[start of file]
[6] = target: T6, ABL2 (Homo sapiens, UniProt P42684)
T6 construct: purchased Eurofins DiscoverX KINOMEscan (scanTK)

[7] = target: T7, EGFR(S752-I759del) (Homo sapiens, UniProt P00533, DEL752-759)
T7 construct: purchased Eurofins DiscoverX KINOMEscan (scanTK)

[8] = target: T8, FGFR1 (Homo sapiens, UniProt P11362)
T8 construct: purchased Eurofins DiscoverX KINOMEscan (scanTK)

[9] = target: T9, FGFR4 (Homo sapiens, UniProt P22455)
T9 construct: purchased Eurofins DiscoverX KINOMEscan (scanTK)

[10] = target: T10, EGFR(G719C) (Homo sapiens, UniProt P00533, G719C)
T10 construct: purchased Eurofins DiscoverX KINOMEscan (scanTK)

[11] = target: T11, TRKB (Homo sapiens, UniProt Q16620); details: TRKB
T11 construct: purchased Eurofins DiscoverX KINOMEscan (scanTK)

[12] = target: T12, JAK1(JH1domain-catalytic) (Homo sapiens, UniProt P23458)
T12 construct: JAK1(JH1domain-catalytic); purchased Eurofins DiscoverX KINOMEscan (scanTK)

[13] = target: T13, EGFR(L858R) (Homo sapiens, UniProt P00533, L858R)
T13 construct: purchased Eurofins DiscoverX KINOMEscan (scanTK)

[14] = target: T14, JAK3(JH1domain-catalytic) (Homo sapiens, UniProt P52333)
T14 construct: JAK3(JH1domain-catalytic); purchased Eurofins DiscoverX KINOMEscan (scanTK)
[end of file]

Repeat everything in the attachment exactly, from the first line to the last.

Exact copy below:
[6] = target: T6, ABL2 (Homo sapiens, UniProt P42684)
T6 construct: purchased Eurofins DiscoverX KINOMEscan (scanTK)

[7] = target: T7, EGFR(S752-I759del) (Homo sapiens, UniProt P00533, DEL752-759)
T7 construct: purchased Eurofins DiscoverX KINOMEscan (scanTK)

[8] = target: T8, FGFR1 (Homo sapiens, UniProt P11362)
T8 construct: purchased Eurofins DiscoverX KINOMEscan (scanTK)

[9] = target: T9, FGFR4 (Homo sapiens, UniProt P22455)
T9 construct: purchased Eurofins DiscoverX KINOMEscan (scanTK)

[10] = target: T10, EGFR(G719C) (Homo sapiens, UniProt P00533, G719C)
T10 construct: purchased Eurofins DiscoverX KINOMEscan (scanTK)

[11] = target: T11, TRKB (Homo sapiens, UniProt Q16620); details: TRKB
T11 construct: purchased Eurofins DiscoverX KINOMEscan (scanTK)

[12] = target: T12, JAK1(JH1domain-catalytic) (Homo sapiens, UniProt P23458)
T12 construct: JAK1(JH1domain-catalytic); purchased Eurofins DiscoverX KINOMEscan (scanTK)

[13] = target: T13, EGFR(L858R) (Homo sapiens, UniProt P00533, L858R)
T13 construct: purchased Eurofins DiscoverX KINOMEscan (scanTK)

[14] = target: T14, JAK3(JH1domain-catalytic) (Homo sapiens, UniProt P52333)
T14 construct: JAK3(JH1domain-catalytic); purchased Eurofins DiscoverX KINOMEscan (scanTK)